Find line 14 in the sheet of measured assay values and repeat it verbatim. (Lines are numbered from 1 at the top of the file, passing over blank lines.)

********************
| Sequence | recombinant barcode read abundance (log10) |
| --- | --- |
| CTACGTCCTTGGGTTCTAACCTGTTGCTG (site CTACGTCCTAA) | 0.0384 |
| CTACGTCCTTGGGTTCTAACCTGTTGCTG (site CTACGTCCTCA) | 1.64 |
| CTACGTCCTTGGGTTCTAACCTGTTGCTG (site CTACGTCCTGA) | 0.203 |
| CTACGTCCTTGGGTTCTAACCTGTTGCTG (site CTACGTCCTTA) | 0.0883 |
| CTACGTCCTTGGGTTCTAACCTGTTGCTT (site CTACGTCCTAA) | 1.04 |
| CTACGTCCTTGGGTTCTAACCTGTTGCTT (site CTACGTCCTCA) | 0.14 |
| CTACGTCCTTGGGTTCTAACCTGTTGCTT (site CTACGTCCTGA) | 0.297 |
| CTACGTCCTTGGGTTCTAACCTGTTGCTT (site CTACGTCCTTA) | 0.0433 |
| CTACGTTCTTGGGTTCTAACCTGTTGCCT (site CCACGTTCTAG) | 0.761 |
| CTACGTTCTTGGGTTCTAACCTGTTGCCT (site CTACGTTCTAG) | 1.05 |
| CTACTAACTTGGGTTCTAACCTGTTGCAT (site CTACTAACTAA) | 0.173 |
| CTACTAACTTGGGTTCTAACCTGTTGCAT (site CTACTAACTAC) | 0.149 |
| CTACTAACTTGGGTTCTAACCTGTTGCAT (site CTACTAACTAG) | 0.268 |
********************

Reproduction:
| CTACTAACTTGGGTTCTAACCTGTTGCAT (site CTACTAACTAC) | 0.149 |